Getting a pet may help autistic children improve their social skills, a small study showed.
Children with autism who acquired a pet after age 5 showed gains in two prosocial behaviors – “offering to share” and “offering comfort” – compared with those who had never had a pet (P<0.0014 for both), according to Marine Grandgeorge, PhD, of the Centre Hospitalier Regional Universitaire de Brest in France, and colleagues.
Autistic children who had a pet since birth, however, showed no differences compared with their pet-less peers, the researchers reported online in PLoS One.
“Given the potential ability of individuals with autism to develop prosocial behaviors, related studies are needed to better understand the mechanisms involved in the development of such child-pet relationships,” the authors wrote.
Obtaining prosocial behaviors is a key part of development that can be impaired in patients with autistic disorders. Many strategies have been used to improve how autistic children interact socially, including animal-assisted therapies.
In the current study, Grandgeorge and colleagues explored the association between the presence of pets in the home and changes in autistic children’s social behaviors over time.
Selecting from a pool of 260 individuals who met DSM-IV criteria for autistic disorders, the researchers performed two separate analyses.
In the first, they matched 12 individuals who did not have a pet in the family before age 4 or 5 but got one after age 5 by age, sex, language ability, and history of epilepsy with 12 individuals who had never had a pet in the family. The average age at the time of assessment was 10.8, with a range of 7 to 15.
In the second analysis, the researchers matched eight individuals who had a pet in the family from birth with eight individuals who had never had a pet in the family. The average age at assessment was 11.1, with a range of 6 to 16.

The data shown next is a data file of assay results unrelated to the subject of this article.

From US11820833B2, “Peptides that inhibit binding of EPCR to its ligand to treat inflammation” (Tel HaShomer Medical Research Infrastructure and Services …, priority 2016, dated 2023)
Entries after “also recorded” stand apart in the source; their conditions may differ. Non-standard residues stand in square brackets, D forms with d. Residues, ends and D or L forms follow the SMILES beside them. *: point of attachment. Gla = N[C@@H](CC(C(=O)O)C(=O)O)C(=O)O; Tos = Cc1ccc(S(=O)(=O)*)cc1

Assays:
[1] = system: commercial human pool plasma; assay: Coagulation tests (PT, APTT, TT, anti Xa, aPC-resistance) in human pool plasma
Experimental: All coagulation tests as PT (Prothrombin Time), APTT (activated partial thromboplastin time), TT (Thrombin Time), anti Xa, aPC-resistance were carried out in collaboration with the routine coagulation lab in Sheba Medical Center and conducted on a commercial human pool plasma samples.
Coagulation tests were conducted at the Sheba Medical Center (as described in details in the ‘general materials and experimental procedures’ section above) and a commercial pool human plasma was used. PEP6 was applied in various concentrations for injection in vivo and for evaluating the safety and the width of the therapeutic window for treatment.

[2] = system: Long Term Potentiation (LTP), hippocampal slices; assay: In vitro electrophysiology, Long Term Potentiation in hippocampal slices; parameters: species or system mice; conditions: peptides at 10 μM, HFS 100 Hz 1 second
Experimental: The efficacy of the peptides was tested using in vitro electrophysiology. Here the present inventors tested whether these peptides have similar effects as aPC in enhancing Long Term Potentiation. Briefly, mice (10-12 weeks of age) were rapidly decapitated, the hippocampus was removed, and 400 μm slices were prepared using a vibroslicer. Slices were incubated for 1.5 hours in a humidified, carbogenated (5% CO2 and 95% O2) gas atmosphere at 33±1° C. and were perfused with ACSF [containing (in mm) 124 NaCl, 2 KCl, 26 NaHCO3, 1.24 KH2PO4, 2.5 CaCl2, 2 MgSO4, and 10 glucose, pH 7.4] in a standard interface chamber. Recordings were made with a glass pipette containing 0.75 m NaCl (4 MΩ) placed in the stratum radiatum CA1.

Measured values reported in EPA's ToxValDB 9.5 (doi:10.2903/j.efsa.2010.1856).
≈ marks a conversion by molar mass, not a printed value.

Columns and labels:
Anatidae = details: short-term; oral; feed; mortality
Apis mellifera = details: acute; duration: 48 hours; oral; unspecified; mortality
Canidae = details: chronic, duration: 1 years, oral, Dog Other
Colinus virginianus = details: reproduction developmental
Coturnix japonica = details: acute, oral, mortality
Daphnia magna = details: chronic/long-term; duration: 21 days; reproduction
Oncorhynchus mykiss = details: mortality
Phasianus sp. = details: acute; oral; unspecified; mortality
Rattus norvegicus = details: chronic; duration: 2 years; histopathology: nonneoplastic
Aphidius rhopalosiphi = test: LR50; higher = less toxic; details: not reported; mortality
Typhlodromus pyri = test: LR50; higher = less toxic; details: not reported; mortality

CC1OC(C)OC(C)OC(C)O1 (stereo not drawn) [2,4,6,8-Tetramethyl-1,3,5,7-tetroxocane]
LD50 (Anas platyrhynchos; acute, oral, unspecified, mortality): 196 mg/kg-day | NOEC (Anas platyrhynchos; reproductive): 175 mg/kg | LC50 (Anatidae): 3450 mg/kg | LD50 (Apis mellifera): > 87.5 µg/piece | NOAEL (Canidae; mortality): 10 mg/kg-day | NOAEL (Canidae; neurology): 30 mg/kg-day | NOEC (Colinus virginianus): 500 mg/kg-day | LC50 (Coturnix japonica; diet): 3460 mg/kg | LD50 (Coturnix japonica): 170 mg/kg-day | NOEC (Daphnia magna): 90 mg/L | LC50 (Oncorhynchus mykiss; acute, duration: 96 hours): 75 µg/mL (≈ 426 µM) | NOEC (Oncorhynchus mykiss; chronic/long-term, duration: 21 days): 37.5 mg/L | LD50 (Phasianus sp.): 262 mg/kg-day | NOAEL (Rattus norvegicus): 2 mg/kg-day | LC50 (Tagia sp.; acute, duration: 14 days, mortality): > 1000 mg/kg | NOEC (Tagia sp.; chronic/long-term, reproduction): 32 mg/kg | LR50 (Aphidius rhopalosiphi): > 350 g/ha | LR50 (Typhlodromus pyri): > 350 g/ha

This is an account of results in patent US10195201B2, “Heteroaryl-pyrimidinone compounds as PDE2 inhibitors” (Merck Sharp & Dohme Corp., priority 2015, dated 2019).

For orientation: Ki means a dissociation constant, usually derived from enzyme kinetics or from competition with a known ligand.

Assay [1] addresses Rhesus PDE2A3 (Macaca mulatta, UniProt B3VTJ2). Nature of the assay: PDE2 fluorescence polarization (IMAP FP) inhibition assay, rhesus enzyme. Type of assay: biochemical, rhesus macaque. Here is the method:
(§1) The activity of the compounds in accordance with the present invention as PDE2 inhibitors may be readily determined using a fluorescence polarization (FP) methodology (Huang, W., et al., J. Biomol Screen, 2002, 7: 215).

The pets involved included dogs, cats, one hamster, and one rabbit.
All of the participants were assessed with the 36-item Autism Diagnostic Interview-Revised (ADI-R) at age 4 or 5 and then at some point after age 5. The tool measures four main domains – reciprocal social interactions, verbal and nonverbal communication, and stereotyped behaviors and restricted interests.
The parents also completed a questionnaire about the relationship between their child with autism and the pet.
Pet ownership appeared to be associated with improvements in two of the 36 items on the ADI-R – “offering to share” and “offering comfort” – but only in the group of children who obtained the pet after age 5. There were no changes observed in the children who had a pet from birth or in the children who had never had a pet.
Interactions between the children and the pets – including tactile and visual interactions, time spent with the pet, play, and care – were more frequently reported in the families who acquired the pet after the child with autism turned 5.
It is possible, the authors noted, that parents who obtained a pet may have done so to improve their child’s social skills and thus may have been biased in their assessments. However, the changes in prosocial behaviors occurred even in families in which the pet was acquired for other reasons.
Another possible explanation for the findings is that the arrival of the pet actually induced the behavioral changes, as has been observed in children without developmental impairments.
“Pets are supposed to enhance different skills in children with typical development, such as self-esteem, socio-emotional development, and empathy,” Grandgeorge and colleagues wrote. “According to several authors, children with typical development seem to learn prosocial behaviors through their interactions with pets (e.g. sharing with and stroking the pet).”
Source: Todd Neale, Senior Staff Writer, MedPage Today. Published: August 01, 2012